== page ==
If you’re in the convenience retail world, you’ve doubtless heard it many times: “The customer is always right.”
In today’s digitally connected marketplace, technology and more demanding consumers seem to have called for an update to that old cliche: “The customer expects better.” That theme was the common thread that ran through a pair of educational sessions on day three of the National Association of Convenience Stores (NACS) Show 2021.
EV 301 The Economics of EV Charging
In the finale of a three-part NACS Show 2021 educational session series on electric vehicle (EV) charging, moderator and NACS EV Liaison Karl Doenges guided a discussion that centered on what may be the most important EV question of all: Can retailers make money from electric chargers?
Operators face a mountain of uncertainty when considering the many options involved – How much will the equipment and installation cost? How much should I ask per charging session? Level 2 or DC fast chargers? Direct or third-party revenue? How much will the increase in power usage cost and what’s the margin on it? What are the local, state and federal regulations governing EV charging?
Alliance for Transportation Electrification Phil Jones explained the complicated relationship utilities have with government regulation on all levels. Even though retailers and their utility won’t agree on everything, you’d be wise to keep the utility on your side. He advised, “Talk with the utility. Plan with the utility. Treat them as a partner.”
Taken on its own, installing and providing electricity for EV drivers may appear to be a tough sell. But like fuel sales, much of the benefit will come from the lift in business from those charging customers, the panel said.
LeRoy Fitzgerald, director of strategic sales for FreeWire Technologies, said the return side of the EV equation comes in two pieces. Revenue – from actual EV charging, in-store purchases (walk-in, kiosk or via apps), advertising and strategic partnerships.
But operators can also see return form incentives and grants, tax and energy credits, financing models, depreciation and smart business models. There’s a lot of math to do – but worth doing.
Aaron Young, commercial business development manager with Electrify America, pointed out that customer won’t be simply driving around looking for a station. The charging customer of the future will plan ahead, choosing a local charging spot that they favor. “Customers are looking for you and that’s how they’re going to behave,” he said.
Retailers, Young said, need to remove transaction friction from those customers you want to attract. Flexible and seamless payment options are essential.
However things play out, retailers are going to need to be creative in attracting and serving those EV charging customers.
Rushi Patel, senior analyst for diversified energy for the RaceTrac convenience chain, reminded the gathering that EV charging is essentially a digital function and will dovetail with drivers’ other digital activities. Retailers have a chance to attract charging customers via a loyalty app or other digital platform, but also allow them to shop that way. Once they arrive and begin charging, imagine a store team member delivering their purchase at the charge point.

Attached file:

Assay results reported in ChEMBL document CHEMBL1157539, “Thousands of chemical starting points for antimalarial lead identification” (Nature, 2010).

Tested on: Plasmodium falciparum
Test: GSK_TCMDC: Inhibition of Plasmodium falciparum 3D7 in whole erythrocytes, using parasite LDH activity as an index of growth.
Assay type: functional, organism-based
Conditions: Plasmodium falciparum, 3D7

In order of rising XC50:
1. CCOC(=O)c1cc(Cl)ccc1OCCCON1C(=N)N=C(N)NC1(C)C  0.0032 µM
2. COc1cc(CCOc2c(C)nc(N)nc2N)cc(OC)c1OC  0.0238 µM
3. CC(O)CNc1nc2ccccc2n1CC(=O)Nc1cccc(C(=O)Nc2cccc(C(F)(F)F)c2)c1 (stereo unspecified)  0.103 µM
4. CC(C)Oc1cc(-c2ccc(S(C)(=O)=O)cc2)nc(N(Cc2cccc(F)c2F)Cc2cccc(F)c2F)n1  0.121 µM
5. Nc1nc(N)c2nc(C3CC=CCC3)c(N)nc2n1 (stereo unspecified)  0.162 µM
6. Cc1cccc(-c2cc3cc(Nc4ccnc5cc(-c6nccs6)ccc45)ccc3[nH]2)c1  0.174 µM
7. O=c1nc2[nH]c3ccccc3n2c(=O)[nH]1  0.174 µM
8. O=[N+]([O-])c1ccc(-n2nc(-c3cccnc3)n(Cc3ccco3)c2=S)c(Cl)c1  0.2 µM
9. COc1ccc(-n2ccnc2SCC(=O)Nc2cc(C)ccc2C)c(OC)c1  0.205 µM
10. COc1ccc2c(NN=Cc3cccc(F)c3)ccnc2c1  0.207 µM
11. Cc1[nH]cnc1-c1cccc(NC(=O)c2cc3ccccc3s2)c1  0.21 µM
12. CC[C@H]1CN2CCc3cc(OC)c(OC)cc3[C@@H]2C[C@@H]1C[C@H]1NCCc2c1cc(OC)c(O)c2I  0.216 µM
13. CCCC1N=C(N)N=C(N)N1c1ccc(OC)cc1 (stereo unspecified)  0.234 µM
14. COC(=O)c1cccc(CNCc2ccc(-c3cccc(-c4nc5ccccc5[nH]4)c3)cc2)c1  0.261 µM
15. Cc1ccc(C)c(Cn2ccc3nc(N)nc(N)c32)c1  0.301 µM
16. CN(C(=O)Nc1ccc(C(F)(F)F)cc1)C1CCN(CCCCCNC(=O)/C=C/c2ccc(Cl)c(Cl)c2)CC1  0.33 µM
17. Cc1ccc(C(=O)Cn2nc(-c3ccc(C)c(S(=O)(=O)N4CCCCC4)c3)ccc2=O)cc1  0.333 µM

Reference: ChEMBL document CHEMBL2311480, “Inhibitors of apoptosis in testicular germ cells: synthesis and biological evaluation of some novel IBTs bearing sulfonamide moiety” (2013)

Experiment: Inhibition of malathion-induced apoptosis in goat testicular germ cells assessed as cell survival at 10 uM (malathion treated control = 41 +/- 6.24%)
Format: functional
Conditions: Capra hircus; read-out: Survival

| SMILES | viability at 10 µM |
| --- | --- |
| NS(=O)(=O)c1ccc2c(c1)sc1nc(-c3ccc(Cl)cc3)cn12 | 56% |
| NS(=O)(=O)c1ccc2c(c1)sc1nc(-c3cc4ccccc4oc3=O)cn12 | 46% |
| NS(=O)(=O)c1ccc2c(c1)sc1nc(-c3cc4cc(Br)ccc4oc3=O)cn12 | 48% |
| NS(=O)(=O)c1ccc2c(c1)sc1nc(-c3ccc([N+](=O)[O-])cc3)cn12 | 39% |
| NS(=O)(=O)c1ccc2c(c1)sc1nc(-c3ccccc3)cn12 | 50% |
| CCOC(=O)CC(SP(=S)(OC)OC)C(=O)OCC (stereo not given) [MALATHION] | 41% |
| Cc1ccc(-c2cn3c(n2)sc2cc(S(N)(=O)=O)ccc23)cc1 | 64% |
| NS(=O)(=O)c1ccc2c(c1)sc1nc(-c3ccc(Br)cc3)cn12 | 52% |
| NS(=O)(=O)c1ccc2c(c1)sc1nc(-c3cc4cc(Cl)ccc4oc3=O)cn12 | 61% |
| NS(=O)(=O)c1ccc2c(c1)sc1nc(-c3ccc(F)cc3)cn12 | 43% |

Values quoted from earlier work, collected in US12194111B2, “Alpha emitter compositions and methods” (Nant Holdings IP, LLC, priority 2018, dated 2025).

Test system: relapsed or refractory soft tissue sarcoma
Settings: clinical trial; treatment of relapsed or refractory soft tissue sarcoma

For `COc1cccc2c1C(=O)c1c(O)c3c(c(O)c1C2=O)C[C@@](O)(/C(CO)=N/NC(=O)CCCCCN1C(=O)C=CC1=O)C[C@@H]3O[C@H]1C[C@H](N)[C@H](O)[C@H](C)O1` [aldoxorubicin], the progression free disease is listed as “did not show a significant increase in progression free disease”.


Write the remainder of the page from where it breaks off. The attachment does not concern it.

Retailers would do well to seek out and explore any number of possibilities that can defray EV installation costs while better serving EV customers with their other needs.
A New Approach to Dayparts
There was a time when assumptions about convenience consumer dayparts were stable and accurate. Commuters came in for coffee and a breakfast donut. Blue collar workers grabbed a sandwich, soda and pack of smokes at lunch. Pizza was the favorite of the dinner daypart.
Those days are over. At least, that’s according to panelists Dafna Gabel, vice president of insights with market measurer PDI, and Mike Gervasio, vice president of category leadership with PepsiCo. A deep dive into daypart data reveals that there’s more to the equation. From candy to snacks to beer to foodservice, fine tuning your product offerings and pairings can significantly lift the bottom line.
The pandemic had a strong and lasting effect on consumer behavior across multiple channels, Gervasio reminded the audience. “They’ve really consolidated their trips, whether your big box retailer or a c-store,” he said. “That makes winning the next trip that much more important.”
Demand is now on the rise, Gabel said. But while fuel gallons are up by 20%, she said, in-store trips are down a slight 2% from 2020 and a hefty 14% from 2019. PDI research showed that in 2019, 60% of loyal convenience customers who bought gas also went inside. In 2021, that figure is down to 40%.
And while morning rush business is up compared to 2020, every daypart is down significantly compared to prepandemic 2019 levels. How can c-stores get that foot traffic back inside?
More often than not, according to PDI research, customers leave the store with more than one category in their basket. Dissecting each daypart is a more effective and more accurate way to attract foot traffic than relying on single categories alone.
By using more precise daypart data, retailers can use multiple category appeal to draw customers inside.